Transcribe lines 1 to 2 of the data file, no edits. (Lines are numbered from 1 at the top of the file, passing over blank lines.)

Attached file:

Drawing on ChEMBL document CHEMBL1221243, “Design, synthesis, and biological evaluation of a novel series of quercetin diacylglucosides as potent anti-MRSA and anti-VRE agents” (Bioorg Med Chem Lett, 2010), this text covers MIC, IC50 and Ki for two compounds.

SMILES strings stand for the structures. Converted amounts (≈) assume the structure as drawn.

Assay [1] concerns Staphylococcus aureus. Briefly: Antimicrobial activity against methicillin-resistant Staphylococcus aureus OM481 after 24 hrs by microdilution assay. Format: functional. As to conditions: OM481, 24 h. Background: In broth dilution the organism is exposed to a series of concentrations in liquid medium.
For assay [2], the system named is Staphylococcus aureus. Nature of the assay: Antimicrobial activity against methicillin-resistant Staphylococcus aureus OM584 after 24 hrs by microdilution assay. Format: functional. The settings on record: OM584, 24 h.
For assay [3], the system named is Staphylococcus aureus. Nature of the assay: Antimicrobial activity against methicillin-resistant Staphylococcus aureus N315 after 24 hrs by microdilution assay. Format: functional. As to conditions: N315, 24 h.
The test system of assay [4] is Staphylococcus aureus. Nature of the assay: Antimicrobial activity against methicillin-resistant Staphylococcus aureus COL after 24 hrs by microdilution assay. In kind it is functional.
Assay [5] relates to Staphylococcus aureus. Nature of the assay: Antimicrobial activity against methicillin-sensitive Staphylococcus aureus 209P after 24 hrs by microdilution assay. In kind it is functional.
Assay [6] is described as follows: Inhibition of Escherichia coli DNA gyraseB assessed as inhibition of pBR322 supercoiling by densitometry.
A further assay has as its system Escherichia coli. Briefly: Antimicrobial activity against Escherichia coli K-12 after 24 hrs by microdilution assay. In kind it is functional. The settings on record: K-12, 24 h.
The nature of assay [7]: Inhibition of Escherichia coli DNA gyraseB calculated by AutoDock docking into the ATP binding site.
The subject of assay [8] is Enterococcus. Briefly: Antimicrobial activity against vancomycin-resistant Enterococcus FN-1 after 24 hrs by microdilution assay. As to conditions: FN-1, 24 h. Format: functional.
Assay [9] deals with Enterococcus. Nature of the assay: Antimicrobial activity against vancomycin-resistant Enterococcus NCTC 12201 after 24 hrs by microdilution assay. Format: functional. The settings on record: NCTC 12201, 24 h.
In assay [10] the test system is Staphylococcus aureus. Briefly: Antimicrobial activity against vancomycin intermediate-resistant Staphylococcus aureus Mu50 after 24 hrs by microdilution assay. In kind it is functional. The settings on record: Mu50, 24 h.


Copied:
Drawing on ChEMBL document CHEMBL1221243, “Design, synthesis, and biological evaluation of a novel series of quercetin diacylglucosides as potent anti-MRSA and anti-VRE agents” (Bioorg Med Chem Lett, 2010), this text covers MIC, IC50 and Ki for two compounds.

SMILES strings stand for the structures. Converted amounts (≈) assume the structure as drawn.